We used to play “truth or dare” when I was at slumber parties as a kid. In case you have never played it… you sit as a group in a circle. One person is it, and chooses anyone else in the group to question. The questioner can ask any question, usually the kind of question designed to embarrass, like: “Do you like Stefan?” or, “Which basketball player on our team is your favorite?” The person can respond with the truth or she can respond, “I’ll take the dare.” If she doesn’t want to tell the truth, the questioner makes up a dare that the responder has to do in order to get out of telling the true answer to the question. In our day, the dares were like: “I dare you to go outside in your pajamas and shout: Look at me!” Now everyone goes outside in their pajamas and no one looks twice. Or it could have been: “Call the Pizza Hut, order a pizza, give your name, and hang up.” Now everyone orders online so that is not such a daring thing to do. Our dares were usually kind of silly and harmed no one.
This month I have a dare for you! I dare you to try some different kinds of prayer. For the month of July, we will be exploring different texts in Scripture which challenge us to follow a variety of prayer examples– maybe praying in a different location, in a different posture, using a different pattern. Most of us are accustomed to prayer before meals, prayer to begin the day, prayer to end the day. Most of us are accustomed to prayers of thanks to God, prayers for forgiveness of our sins, and prayers which are pleas to God for help for ourselves or for a loved one. We use those kinds of prayers regularly in our worship together. This month, let’s make a commitment to try different ways to pray. When you agree to take a dare, you agree to try something that is new or difficult, either physically or emotionally. To take my dare, you will need to sacrifice some of your time. To take my dare, you will need to step out of your comfort zone. When you take my dare, you run the risk of drawing closer to God in a way that you have not before. I challenge you to take my prayer dare! I am going to take it. I will put some comments about my reflections on new ways to pray up on Facebook and on our website throughout the month. Please offer your comments and share your insights.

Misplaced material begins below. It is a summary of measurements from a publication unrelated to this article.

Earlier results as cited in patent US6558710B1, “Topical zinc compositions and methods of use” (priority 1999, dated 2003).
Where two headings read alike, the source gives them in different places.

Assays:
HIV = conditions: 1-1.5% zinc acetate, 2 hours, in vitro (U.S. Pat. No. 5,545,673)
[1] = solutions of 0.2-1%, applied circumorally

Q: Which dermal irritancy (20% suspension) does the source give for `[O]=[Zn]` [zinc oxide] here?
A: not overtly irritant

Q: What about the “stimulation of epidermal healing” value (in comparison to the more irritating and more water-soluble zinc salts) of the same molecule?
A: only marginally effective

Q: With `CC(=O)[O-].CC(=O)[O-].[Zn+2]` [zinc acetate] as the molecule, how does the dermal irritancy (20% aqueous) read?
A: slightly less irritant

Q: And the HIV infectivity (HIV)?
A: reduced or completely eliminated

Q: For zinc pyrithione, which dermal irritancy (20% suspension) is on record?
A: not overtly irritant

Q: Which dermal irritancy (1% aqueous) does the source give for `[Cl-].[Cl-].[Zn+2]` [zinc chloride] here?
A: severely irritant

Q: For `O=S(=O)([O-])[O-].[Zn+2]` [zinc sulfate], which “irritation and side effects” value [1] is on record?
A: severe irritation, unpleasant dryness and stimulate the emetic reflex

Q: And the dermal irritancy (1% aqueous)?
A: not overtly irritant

Today your prayer dare is praying for justice. The way to pray for justice is simple but difficult. It requires a certain level of courage. In the words of our friends at Nike, “just do it.” The 8th century prophet (that is 8 centuries before Christ was born) Micah nails it when he describes what God is expecting from us. Not stuff, not money, not being on our knees and talking non-stop. In Micah’s day, he had to say to his people– God is not waiting for your multitude of animal sacrifices. God is not waiting for your calves or your oil or even your first born child. (That is hyperbole at the end of his escalating list of sacrifices, obviously God does not want you to sacrifice your first born!) God is waiting for you to do justice, which is a way of showing steadfast love, or mercy, and in doing so, you will be walking with God. It is a moving prayer, not a stationary one. It is an active prayer, not a passive one. It is a prayer with your life, not just with your mind or voice or heart.
Praying for justice is living justice. The Hebrew word for justice is mishpat. Simply put, living justice is living in such a way that we treat one another by following the ways of God. It is yielding our lives to God and God’s way. Doing justice is upholding what is right according to God’s practices, God’s expectations, God’s love. It is caring for and about the powerless, the inequities in our justice system, the job market for immigrants, the guys who live in the tents at the end of the highway. And doing justice is not only our one on one relationships with people we meet, but it is also our role in society at large. One example: I can’t believe it is God’s way to gun one another down. Right here in this sanctuary, we are not so far removed from places in our city where gun violence is happening. What is our role as residents of a city racked by gun violence? Different people will feel called to take different actions, but I am sure that it is unjust to sit and do nothing.